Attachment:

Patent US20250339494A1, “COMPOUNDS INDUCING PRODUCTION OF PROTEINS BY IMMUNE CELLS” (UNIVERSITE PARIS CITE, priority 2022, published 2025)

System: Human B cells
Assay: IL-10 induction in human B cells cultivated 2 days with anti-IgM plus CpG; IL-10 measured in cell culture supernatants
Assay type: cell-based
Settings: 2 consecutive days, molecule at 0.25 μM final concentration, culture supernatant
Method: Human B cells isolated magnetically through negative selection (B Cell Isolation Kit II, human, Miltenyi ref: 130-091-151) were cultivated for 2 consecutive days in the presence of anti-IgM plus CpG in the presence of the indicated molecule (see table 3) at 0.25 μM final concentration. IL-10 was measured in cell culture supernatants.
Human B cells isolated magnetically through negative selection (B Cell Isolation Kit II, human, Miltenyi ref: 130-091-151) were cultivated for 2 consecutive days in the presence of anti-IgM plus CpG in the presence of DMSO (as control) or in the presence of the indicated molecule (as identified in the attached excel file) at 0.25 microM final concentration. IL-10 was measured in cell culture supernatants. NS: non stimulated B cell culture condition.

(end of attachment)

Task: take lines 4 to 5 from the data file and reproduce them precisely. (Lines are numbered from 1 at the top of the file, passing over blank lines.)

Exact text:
Assay type: cell-based
Settings: 2 consecutive days, molecule at 0.25 μM final concentration, culture supernatant